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Legion honours ‘feisty’ female WWII vet

Doris Jenkins

The Westboro Legion recently honoured Second World War veteran Doris Jenkins. Photo by Charlie Senack

By Charlie Senack –

Doris Jenkins always knew she wanted to join the military.

The service was in her blood, after all. Her father was a drill sergeant during the First World War, so she knew what it was like to live the life of a soldier. 

On May 29, 1942, just a few weeks after her 18th birthday, Jenkins enrolled in the Canadian Women’s Army Corps and was accepted. 

The corps, a non-combatant branch of the Canadian Army for women, was formed on Aug. 13, 1941, with the purpose of releasing men from non-combatant roles in the Canadian armed forces as the country expanded its war effort.

Jenkins ​– born Doris Allen ​– started out working in the canteen for the Royal Canadian Ordnance Corps before being transferred to a different role stocking supplies. She was discharged from the corps in January 1946 after the war ended and went on to work for the Department of National Defence. 

To recognize a lifetime of service to her community and country, the longtime member of the Westboro Legion was celebrated at a ceremony in mid-August that coincided with the 75th anniversary of the Canadian Women’s Army Corps. 

Looking back at her career in the military, Jenkins, now 95, says she wishes she’d had more opportunities to travel, adding her biggest disappointment was not serving in the Korean War, which ran from 1950-53. 

“There were some good times as well as some rough times,” she said. “I had a very nice time. The women were accepted over the men, and I learned a lot.”

Jenkins is believed to be one of only two remaining members of the Canadian Women’s Army Corps residing in Ottawa ​– coincidentally, both live at the Perley and Rideau Veterans’ Health Centre ​– and that was one of the main reasons why the celebration took place.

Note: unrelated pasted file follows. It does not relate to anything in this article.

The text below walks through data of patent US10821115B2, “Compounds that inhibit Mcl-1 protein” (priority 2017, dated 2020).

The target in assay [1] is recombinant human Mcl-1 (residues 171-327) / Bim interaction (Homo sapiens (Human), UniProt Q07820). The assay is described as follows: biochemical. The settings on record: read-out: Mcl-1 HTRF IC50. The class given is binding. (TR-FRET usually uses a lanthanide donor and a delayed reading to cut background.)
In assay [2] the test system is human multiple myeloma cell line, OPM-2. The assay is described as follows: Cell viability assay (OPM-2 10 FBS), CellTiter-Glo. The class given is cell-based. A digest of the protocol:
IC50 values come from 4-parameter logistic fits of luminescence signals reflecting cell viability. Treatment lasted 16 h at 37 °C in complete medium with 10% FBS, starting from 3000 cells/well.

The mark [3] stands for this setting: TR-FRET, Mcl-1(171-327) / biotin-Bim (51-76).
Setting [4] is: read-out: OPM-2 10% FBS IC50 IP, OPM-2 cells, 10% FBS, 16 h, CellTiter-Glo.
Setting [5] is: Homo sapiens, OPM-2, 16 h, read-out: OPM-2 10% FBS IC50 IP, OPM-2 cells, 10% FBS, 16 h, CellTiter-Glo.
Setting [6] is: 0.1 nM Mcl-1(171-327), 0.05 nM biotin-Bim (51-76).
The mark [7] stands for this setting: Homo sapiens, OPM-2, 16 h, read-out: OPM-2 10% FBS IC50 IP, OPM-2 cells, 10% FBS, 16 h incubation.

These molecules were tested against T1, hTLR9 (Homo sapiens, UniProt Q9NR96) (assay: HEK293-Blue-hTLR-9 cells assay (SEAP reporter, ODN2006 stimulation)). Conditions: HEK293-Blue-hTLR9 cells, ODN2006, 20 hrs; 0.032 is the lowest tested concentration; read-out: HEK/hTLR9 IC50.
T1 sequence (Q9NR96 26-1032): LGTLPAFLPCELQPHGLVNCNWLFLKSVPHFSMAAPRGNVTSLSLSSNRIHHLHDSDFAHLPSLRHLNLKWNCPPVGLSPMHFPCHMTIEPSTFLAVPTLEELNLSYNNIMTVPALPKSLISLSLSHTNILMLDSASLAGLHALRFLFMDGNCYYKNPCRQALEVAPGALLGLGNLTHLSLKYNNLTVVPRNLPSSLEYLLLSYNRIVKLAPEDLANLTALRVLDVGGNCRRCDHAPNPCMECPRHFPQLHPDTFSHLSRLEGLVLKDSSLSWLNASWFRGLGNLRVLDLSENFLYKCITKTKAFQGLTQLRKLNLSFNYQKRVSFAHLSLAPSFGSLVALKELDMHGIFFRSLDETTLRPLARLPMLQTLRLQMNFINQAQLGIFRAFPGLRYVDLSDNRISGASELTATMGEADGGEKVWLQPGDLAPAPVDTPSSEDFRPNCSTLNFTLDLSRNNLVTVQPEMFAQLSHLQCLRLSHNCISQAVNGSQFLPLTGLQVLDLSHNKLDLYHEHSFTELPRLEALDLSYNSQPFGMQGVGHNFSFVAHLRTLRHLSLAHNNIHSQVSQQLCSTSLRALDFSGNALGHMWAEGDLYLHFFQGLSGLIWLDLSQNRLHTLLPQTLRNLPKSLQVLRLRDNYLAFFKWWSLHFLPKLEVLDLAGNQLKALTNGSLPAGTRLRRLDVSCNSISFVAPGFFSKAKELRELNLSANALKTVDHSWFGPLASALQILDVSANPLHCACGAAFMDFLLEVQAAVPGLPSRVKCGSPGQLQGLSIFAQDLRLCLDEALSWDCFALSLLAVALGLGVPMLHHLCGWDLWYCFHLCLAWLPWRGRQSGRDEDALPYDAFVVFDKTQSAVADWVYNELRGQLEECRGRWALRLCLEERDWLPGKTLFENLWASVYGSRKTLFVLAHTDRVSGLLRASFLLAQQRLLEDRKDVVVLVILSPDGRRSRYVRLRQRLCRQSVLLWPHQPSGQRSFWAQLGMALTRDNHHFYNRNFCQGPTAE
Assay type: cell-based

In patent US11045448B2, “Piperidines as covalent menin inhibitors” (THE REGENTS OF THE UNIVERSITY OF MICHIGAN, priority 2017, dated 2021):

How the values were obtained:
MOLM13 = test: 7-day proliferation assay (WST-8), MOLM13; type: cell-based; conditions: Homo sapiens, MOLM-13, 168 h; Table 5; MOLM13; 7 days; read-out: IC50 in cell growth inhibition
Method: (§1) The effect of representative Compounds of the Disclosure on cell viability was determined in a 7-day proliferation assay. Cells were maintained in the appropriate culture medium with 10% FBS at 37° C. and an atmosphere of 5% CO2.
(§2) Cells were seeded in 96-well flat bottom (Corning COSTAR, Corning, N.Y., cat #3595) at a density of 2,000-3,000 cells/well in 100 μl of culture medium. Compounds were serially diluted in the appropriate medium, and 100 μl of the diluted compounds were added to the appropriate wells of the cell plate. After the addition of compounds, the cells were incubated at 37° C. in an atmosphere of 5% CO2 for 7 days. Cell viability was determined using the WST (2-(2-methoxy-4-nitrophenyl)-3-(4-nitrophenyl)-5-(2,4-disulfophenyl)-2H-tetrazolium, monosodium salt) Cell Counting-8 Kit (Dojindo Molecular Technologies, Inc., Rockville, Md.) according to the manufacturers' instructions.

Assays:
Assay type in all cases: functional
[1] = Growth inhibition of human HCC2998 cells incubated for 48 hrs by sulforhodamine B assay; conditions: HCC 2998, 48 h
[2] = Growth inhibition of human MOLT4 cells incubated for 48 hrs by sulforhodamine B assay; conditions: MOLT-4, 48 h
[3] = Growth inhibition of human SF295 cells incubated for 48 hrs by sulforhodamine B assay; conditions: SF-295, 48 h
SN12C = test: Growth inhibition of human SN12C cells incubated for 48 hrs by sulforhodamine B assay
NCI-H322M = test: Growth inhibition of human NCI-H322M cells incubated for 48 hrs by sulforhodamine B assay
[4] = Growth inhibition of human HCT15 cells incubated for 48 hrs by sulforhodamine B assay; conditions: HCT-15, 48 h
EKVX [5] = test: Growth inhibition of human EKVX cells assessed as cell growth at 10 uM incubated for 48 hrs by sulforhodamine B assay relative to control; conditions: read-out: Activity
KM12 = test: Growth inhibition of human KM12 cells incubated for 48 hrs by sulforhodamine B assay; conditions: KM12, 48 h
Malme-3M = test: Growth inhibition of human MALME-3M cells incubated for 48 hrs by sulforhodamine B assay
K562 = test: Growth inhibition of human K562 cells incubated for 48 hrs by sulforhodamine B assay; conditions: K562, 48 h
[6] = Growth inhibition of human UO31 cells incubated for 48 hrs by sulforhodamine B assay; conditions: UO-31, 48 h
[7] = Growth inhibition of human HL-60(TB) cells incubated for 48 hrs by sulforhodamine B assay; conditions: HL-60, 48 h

Evelyn Brunton, president and piper for the Westboro Legion, says the organization had always planned to have a celebration marking the 75th anniversary of the corps’ creation, but after hearing that Jenkins wanted to visit the legion ​– a place where she spent much of her life ​– the timing couldn’t have been better. 

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“I really feel that we should be honouring people who have contributed so much to our community and to our organization, and Doris certainly is one of those people,” said Brunton. “She still has vibrant and feisty characteristics that brought her so far.”

The celebration for Jenkins took place on Aug. 13, with the longtime Westboro Legion member being led into the branch’s lounge by Brunton, who played the bagpipes, and four army cadets.

Friends and family gathered there to pay tribute to the woman who dedicated much of her life to giving back to others, with many sharing memories and stories about Jenkins. 

“Things have come out of the closet,” she joked. “It feels very good to be honoured in this way ​– excellent, in fact ​– and I certainly didn’t expect it.”

Among the family and friends at the celebration was Jenkins’ nephew Royden Richardson, who is also a member of the Westboro Legion. He says he has seen his aunt honoured many times before, so he’s gotten used to it. 

Jenkins has received a slew of prestigious honours and distinctions over the years, including the Legion’s Meritorious Service Award, the Order of St. George medallion and a Poppy Campaign appreciation award, to name just a few. 

“They say charity starts at home, and it’s true,” said Richardson. “My Aunt Doris has always been a very strong-willed person and a very charming person.”

The ceremony concluded with Jenkins being given a bag of goodies, which included a small bottle of Baileys Irish Cream, Brandy Beans and shortbread cookies ​– some of the longtime Ottawa resident’s favourites.

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